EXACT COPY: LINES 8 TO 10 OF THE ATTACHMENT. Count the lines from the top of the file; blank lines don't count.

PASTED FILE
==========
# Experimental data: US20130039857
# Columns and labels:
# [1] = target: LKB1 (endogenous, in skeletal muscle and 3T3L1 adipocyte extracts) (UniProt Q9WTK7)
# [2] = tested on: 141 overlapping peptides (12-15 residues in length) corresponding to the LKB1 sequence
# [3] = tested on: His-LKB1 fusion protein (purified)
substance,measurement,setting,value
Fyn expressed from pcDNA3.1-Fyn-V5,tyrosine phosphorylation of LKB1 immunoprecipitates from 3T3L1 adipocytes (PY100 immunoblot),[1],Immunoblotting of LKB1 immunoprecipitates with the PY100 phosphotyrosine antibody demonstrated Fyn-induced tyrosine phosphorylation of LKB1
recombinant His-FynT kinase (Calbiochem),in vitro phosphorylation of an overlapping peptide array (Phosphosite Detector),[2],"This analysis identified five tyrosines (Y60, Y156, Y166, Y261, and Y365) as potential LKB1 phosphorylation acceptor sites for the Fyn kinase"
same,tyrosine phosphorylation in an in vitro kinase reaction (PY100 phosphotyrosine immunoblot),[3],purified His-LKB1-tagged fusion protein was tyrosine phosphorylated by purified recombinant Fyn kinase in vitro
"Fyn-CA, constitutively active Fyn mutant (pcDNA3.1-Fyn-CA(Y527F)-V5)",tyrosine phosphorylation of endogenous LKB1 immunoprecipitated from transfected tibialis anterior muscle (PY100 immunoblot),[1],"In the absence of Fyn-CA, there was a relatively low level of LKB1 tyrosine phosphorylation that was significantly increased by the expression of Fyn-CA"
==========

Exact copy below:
recombinant His-FynT kinase (Calbiochem),in vitro phosphorylation of an overlapping peptide array (Phosphosite Detector),[2],"This analysis identified five tyrosines (Y60, Y156, Y166, Y261, and Y365) as potential LKB1 phosphorylation acceptor sites for the Fyn kinase"
same,tyrosine phosphorylation in an in vitro kinase reaction (PY100 phosphotyrosine immunoblot),[3],purified His-LKB1-tagged fusion protein was tyrosine phosphorylated by purified recombinant Fyn kinase in vitro
"Fyn-CA, constitutively active Fyn mutant (pcDNA3.1-Fyn-CA(Y527F)-V5)",tyrosine phosphorylation of endogenous LKB1 immunoprecipitated from transfected tibialis anterior muscle (PY100 immunoblot),[1],"In the absence of Fyn-CA, there was a relatively low level of LKB1 tyrosine phosphorylation that was significantly increased by the expression of Fyn-CA"